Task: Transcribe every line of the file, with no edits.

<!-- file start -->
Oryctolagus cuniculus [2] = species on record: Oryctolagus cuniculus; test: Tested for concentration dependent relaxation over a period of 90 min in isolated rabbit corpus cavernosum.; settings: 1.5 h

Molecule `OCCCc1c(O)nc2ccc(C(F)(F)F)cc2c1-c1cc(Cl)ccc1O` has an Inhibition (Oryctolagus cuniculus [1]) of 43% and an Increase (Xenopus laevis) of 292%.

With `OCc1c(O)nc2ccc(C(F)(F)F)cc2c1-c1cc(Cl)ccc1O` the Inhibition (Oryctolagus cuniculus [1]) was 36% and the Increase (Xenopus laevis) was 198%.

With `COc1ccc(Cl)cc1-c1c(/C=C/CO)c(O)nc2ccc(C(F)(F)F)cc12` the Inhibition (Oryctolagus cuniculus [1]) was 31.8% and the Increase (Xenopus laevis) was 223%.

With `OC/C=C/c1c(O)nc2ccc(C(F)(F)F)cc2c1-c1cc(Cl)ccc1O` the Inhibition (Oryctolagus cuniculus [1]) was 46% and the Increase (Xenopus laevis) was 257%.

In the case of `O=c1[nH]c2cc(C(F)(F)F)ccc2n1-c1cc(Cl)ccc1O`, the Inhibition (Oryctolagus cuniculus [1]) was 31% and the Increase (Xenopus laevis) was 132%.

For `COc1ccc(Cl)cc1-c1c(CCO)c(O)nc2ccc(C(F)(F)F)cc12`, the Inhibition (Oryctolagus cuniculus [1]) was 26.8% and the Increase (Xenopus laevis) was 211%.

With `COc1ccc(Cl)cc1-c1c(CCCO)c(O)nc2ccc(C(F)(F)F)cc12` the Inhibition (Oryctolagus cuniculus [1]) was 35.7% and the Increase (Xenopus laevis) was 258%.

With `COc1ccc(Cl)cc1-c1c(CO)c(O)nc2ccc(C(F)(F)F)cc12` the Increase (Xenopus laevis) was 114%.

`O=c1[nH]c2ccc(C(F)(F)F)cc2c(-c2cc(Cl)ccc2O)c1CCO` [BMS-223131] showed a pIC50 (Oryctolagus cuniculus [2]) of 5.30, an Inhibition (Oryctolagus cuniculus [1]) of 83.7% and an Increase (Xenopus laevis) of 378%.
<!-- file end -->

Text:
Oryctolagus cuniculus [2] = species on record: Oryctolagus cuniculus; test: Tested for concentration dependent relaxation over a period of 90 min in isolated rabbit corpus cavernosum.; settings: 1.5 h

Molecule `OCCCc1c(O)nc2ccc(C(F)(F)F)cc2c1-c1cc(Cl)ccc1O` has an Inhibition (Oryctolagus cuniculus [1]) of 43% and an Increase (Xenopus laevis) of 292%.

With `OCc1c(O)nc2ccc(C(F)(F)F)cc2c1-c1cc(Cl)ccc1O` the Inhibition (Oryctolagus cuniculus [1]) was 36% and the Increase (Xenopus laevis) was 198%.

With `COc1ccc(Cl)cc1-c1c(/C=C/CO)c(O)nc2ccc(C(F)(F)F)cc12` the Inhibition (Oryctolagus cuniculus [1]) was 31.8% and the Increase (Xenopus laevis) was 223%.

With `OC/C=C/c1c(O)nc2ccc(C(F)(F)F)cc2c1-c1cc(Cl)ccc1O` the Inhibition (Oryctolagus cuniculus [1]) was 46% and the Increase (Xenopus laevis) was 257%.

In the case of `O=c1[nH]c2cc(C(F)(F)F)ccc2n1-c1cc(Cl)ccc1O`, the Inhibition (Oryctolagus cuniculus [1]) was 31% and the Increase (Xenopus laevis) was 132%.

For `COc1ccc(Cl)cc1-c1c(CCO)c(O)nc2ccc(C(F)(F)F)cc12`, the Inhibition (Oryctolagus cuniculus [1]) was 26.8% and the Increase (Xenopus laevis) was 211%.

With `COc1ccc(Cl)cc1-c1c(CCCO)c(O)nc2ccc(C(F)(F)F)cc12` the Inhibition (Oryctolagus cuniculus [1]) was 35.7% and the Increase (Xenopus laevis) was 258%.

With `COc1ccc(Cl)cc1-c1c(CO)c(O)nc2ccc(C(F)(F)F)cc12` the Increase (Xenopus laevis) was 114%.

`O=c1[nH]c2ccc(C(F)(F)F)cc2c(-c2cc(Cl)ccc2O)c1CCO` [BMS-223131] showed a pIC50 (Oryctolagus cuniculus [2]) of 5.30, an Inhibition (Oryctolagus cuniculus [1]) of 83.7% and an Increase (Xenopus laevis) of 378%.